Otago Polytechnic student-made saw stools can be safely used to support a working platform.
Our carpentry students build saw stools by hand and by machine as a learning exercise, and these are sold to cover the cost of materials. Timber saw stools are sometimes used to support planks for people to stand on while working. The required safety standard is that working platforms have to be able to carry a load of at least 240kg, but no one had tested the load-carrying performance of a saw stool.
Graham Burgess, Learning Leader for our Dunedin Carpentry team, worked out the specifications for a frame that would enable saw stools to be load-tested using our Dennison universal testing machine. The steel frame was designed and fabricated by our Engineering Trades team including Tyler Benington and John Stocks.
One of our Engineering Technologies students, Xiu Zhen (Gemma) Huang, then used this frame to test 30 saw stools, both handmade and machine made. Pressure was applied to the centre of each stool until it cracked, at which point Gemma recorded the pressure level. Gemma's work was supervised by Engineering Technology lecturers Tony Green and Robert Cooke, and supported by a Timber Design Association research scholarship.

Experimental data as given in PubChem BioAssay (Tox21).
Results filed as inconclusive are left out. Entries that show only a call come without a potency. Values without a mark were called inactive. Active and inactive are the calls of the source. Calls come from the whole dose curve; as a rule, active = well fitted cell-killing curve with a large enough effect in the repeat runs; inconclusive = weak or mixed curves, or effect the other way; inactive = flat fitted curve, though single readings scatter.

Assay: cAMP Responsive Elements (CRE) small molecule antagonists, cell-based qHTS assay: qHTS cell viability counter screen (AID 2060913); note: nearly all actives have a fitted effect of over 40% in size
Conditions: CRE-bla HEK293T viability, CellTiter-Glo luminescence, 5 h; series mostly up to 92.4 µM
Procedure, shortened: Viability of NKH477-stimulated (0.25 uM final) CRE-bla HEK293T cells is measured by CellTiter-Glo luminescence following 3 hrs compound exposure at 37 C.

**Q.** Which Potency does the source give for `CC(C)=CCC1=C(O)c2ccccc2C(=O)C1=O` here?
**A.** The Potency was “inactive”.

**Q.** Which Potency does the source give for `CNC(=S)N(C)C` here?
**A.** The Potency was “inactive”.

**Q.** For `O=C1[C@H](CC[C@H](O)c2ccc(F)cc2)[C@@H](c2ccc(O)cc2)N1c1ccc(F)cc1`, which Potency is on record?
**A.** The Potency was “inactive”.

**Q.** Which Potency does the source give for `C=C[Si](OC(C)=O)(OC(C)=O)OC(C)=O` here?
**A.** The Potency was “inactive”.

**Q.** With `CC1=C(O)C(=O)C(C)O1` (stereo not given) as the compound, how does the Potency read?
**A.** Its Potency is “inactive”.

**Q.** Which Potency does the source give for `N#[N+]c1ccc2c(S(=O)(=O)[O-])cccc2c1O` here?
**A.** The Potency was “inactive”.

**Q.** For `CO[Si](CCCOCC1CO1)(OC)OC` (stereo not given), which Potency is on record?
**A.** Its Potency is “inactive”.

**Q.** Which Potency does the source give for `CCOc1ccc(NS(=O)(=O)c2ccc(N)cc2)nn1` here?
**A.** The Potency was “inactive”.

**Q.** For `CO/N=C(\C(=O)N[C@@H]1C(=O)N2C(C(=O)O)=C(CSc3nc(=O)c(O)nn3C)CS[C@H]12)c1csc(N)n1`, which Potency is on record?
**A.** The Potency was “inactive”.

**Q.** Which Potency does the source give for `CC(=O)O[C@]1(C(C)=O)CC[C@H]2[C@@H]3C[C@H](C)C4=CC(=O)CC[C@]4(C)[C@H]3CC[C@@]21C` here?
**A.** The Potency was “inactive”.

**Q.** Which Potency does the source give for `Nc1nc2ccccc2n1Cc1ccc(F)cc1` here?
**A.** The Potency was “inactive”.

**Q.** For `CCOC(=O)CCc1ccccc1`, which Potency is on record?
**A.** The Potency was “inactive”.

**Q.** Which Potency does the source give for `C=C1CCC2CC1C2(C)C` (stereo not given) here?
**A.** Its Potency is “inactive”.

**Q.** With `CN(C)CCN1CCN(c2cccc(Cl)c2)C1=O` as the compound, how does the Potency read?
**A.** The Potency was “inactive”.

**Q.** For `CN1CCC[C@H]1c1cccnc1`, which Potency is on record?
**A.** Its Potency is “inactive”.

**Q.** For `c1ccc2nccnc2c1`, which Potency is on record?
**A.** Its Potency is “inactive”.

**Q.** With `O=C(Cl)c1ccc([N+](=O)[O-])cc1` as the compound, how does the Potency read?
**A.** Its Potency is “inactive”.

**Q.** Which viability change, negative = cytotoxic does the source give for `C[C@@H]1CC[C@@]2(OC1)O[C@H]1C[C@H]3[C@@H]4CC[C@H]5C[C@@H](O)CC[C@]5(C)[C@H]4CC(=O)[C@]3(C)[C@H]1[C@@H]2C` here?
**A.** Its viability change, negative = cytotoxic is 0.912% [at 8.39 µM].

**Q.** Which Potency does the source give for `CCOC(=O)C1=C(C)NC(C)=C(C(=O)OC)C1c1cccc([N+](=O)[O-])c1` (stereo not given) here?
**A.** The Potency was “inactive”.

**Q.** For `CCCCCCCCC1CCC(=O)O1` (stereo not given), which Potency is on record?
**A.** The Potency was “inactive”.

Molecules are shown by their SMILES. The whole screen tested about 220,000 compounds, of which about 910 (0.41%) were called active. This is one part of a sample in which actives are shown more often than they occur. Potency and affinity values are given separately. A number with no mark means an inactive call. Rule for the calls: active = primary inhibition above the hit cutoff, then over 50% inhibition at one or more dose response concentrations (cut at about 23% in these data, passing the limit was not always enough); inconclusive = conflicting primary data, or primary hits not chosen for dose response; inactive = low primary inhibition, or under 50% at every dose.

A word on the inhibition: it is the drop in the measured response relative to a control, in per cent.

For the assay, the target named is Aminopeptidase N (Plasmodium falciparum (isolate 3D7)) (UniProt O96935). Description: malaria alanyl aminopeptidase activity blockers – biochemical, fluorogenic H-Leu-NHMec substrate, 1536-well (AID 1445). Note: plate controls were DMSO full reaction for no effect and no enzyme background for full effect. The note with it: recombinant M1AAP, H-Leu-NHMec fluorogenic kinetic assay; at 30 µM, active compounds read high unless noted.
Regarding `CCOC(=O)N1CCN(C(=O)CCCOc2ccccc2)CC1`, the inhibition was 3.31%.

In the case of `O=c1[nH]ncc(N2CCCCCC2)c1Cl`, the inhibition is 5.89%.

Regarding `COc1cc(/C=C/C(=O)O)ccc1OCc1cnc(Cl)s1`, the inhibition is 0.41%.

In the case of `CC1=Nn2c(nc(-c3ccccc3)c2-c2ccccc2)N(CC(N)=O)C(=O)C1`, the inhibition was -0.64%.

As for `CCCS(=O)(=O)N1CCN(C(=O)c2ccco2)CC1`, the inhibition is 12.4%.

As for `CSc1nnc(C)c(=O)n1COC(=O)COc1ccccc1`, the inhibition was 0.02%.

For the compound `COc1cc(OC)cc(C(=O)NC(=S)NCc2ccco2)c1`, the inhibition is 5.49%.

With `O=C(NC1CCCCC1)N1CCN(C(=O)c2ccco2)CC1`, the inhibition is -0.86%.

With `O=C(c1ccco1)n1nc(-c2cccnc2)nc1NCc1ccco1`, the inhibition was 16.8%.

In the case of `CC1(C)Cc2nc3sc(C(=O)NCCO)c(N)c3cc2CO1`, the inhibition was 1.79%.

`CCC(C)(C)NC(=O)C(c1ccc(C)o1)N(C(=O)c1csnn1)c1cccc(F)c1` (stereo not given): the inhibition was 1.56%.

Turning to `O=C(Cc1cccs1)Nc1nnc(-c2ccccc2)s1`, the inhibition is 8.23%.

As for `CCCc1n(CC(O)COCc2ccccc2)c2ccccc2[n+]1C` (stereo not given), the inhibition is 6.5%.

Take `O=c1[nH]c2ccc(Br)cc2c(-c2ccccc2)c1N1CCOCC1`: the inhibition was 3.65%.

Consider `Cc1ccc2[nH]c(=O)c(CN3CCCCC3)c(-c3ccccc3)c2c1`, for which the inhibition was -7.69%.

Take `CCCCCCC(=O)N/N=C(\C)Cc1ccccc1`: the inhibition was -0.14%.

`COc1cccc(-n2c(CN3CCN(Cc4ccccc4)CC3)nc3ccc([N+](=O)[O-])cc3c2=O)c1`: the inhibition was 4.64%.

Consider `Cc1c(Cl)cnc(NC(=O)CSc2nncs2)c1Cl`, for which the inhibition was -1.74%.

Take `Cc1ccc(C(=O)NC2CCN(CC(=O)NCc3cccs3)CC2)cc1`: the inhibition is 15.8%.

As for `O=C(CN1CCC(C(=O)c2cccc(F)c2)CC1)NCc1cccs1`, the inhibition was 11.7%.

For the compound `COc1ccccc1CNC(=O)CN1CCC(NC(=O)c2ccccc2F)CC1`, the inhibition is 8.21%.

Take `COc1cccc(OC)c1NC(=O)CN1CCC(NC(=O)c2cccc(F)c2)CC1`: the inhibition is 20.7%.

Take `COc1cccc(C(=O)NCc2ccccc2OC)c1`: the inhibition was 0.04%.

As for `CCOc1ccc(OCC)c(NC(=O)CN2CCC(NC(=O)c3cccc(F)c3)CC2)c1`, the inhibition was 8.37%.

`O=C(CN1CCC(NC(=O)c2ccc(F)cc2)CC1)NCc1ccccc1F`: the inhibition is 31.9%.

The saw stools all withstood pressure equivalent to more than one tonne of weight, and some up to nearly three tonnes, so they easily satisfy the safety standard for load-carrying to support a working platform. Gemma produced a user guide to help people identify whether the results apply to their own saw stools.